Each spring in Ottawa, we welcome the warmer weather and breathe a sigh of relief as our lawns green up, the tulips emerge, and buds appear on the trees. But these very things are also a sign that an invisible, underground troublemaker has returned. Tree roots can wreak havoc on our sewer and plumbing systems and leave us with an expensive mess to deal with. If you’re experiencing some sort of sewer issue or think you need sewer root removal in Ottawa, reach out to Out of This World’s drain and sewer experts today!
Learn more about the problems roots so often cause and how to prevent damage from happening in the first place by reading below.Book Online Book Online
The short answer is: yes. People don’t realize what you see above is also happening below.
In the springtime, roots start to regrow in order to support the growth we see up top. They immediately spread out underground, looking for sources of water. If there happens to be a break or a crack in a pipe, the roots head straight towards it to get access to what they crave: moisture and nutrients. And once they get there, they set up shop and continue to grow.
The roots create gaps and infiltrate the system as they get bigger, happily catching whatever is draining away. This causes blockages that lead to major problems in main water supply lines, sewer lines and drainage pipes.
The best way I can describe it is your pipe is like a great big drinking straw, and it can take a lot of water. If you’ve got a blockage or restriction on one end, it eventually fills up—especially on a heavy water use day. When it does fill up, you’ll see water on your floor around the lowest opening. If left alone long enough, it’ll empty and slowly drain away. If you catch it at this point, you have another two weeks or so before you encounter a much bigger problem: a smelly mess that everyone dreads—plumbing failure, flooding and the need for major renovations.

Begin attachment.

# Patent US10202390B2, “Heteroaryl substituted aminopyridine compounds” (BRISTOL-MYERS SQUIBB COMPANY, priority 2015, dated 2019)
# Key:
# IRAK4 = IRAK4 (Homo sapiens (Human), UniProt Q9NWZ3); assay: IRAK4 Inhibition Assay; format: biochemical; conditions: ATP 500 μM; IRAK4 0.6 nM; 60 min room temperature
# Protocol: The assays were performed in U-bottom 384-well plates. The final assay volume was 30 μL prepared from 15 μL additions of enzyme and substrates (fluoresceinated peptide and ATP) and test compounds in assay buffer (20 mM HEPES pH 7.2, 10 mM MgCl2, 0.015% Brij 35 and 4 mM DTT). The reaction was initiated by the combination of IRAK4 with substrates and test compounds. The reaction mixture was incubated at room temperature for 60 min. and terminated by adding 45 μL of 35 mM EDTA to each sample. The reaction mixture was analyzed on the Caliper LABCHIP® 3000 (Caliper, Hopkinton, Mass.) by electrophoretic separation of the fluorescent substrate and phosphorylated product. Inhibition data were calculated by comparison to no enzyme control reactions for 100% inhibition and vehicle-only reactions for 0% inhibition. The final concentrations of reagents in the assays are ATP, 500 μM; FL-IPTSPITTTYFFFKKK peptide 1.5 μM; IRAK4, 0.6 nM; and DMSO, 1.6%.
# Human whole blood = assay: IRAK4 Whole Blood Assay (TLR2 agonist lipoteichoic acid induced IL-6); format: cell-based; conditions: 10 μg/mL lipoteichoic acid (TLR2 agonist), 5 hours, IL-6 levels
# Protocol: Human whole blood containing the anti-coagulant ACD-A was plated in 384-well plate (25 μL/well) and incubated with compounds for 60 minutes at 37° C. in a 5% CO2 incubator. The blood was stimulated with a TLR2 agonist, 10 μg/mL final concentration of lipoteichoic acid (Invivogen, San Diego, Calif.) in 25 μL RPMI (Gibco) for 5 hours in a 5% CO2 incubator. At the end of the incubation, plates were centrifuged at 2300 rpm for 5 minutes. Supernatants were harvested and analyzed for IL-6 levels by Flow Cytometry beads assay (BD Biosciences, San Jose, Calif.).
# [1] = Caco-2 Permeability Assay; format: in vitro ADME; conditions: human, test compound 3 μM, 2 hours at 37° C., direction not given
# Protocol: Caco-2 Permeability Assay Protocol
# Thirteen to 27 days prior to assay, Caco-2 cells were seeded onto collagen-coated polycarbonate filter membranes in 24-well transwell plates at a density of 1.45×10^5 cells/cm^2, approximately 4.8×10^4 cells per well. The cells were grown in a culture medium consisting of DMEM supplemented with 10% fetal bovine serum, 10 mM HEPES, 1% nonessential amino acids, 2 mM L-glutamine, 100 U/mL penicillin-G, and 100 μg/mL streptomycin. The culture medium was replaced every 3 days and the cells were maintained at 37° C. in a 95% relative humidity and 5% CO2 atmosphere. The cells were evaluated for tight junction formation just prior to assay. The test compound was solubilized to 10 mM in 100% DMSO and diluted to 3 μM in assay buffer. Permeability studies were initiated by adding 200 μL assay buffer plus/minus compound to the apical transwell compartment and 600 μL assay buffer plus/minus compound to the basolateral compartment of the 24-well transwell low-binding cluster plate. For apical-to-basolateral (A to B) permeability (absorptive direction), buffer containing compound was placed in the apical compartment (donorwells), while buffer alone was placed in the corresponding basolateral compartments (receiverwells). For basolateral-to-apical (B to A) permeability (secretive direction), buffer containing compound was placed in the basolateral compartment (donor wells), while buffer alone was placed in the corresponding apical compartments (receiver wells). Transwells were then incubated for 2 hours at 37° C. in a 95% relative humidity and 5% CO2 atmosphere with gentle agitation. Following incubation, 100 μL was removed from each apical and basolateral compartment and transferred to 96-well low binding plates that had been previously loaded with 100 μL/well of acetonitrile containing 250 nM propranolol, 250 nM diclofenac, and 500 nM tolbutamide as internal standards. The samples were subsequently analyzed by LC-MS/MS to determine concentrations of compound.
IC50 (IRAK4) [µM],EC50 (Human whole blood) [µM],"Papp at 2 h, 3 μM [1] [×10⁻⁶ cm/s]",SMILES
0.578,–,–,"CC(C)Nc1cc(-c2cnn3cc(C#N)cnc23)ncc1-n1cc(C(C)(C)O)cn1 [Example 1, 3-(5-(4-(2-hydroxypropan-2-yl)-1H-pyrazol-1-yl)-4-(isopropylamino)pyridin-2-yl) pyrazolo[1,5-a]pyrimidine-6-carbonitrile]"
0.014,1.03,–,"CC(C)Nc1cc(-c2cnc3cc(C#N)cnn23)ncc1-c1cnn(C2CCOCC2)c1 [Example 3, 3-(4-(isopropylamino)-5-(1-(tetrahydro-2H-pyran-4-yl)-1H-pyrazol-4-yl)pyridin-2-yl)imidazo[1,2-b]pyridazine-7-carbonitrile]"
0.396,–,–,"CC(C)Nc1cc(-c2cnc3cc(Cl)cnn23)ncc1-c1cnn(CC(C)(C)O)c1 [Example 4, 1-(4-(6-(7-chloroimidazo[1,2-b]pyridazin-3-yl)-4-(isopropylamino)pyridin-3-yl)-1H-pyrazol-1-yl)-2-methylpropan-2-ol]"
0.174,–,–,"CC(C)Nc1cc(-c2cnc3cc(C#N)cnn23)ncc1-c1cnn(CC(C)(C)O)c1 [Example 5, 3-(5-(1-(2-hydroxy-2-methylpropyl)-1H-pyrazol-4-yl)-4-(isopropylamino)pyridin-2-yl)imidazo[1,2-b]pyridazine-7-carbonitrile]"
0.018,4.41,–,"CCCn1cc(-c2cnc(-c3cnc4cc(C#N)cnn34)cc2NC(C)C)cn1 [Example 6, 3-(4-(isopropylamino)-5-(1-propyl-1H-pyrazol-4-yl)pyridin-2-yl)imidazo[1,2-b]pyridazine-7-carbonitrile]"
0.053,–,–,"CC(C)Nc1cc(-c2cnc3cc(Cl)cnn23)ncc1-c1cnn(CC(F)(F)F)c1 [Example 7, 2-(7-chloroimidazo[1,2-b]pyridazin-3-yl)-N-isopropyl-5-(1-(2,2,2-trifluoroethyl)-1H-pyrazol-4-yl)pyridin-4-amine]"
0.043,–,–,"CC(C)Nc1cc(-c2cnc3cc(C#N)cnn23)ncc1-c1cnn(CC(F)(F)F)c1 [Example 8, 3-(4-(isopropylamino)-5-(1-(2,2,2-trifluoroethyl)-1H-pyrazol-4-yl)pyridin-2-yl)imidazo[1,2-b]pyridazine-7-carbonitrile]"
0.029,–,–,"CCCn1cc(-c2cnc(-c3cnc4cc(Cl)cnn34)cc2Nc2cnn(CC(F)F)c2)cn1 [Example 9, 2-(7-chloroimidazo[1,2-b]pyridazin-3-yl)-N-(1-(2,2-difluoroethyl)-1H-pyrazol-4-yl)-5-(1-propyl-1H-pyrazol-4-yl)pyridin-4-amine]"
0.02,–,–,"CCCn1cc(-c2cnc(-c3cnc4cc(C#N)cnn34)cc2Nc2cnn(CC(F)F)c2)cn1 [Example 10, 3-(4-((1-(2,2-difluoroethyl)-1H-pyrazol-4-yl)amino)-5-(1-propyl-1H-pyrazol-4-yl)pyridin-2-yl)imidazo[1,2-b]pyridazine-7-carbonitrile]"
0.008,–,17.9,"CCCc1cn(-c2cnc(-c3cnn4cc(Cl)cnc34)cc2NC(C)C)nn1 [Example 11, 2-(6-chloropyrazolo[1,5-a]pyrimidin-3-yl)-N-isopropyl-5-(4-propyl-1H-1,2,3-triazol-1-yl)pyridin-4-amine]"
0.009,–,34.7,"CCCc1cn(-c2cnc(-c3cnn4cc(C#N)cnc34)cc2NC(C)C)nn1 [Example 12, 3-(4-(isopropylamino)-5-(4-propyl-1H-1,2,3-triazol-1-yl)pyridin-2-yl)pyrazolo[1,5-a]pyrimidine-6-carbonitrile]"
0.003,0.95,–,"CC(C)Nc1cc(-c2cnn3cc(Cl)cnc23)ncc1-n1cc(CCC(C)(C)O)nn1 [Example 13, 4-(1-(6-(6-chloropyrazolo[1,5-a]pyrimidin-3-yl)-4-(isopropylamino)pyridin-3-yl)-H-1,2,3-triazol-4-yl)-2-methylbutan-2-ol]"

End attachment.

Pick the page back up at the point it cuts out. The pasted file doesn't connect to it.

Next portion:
The best way to identify the extent of the problem is to have a professional determine exactly what is going on. A professional would use something like RootX Tree Root remover to fix that issue.
When you need experts to do a sewer root removal in Ottawa, the skilled plumbers at Out of This World would love to help you out. We’ll get to your house as soon as we can and develop a sewer cleaning plan that is unique to you and your house. Before long, you’ll have the clean sewer you need in order to live well in Ottawa!
Well, tree roots can certainly be strong enough to break pipes (just as they easily buckle cement sidewalks), but other factors are usually involved.
Take the age and the type of pipe, for example. In our older Ottawa neighbourhoods that are 70-plus years old, we find clay pipes. They were installed in three-to-five foot lengths, and their connections simply snap due to wear and tear. Cement-based pipes also tend to break at the joints. Occasionally, we run into a pipe material called Orangeburg, which is essentially a tar paper-based drain line. Instead of breaking, it collapses or gets crushed. Plastic-based PVC pipes are much stronger, but even these newer pipes can fail; we see it all the time.
Regardless of the pipe material, the single biggest problem leading to breakage and root damage is poor installation. Even though there are codes and rules stating how it’s supposed to be done, it doesn’t always work out that way in practice. If the system isn’t installed properly or given enough support, the pipes will degrade. Then, when subsidence or heavy landscaping occurs, ground tension shifts and the pipes crack or break.
If all this is happening belowground, how do I know tree roots have entered my plumbing system?
Here in Ottawa, you’re not going to find many obvious clues in your yard. In our area, plumbing pipes are buried deep underground because the majority of homes here have basements. The water and sewer lines sit anywhere from six to 12 or 13 feet below the surface.
Instead, you’ll see clues inside your home. (But, to be honest, the signs are getting harder to recognize as people finish their basements and move laundry stations to upper floors.) Maybe you’ve noticed water collecting around the floor drain or a shower in the basement? Or, are you confused by the fact that boxes in the cellar are wet or damaged? Among others, those are some signs to look out for.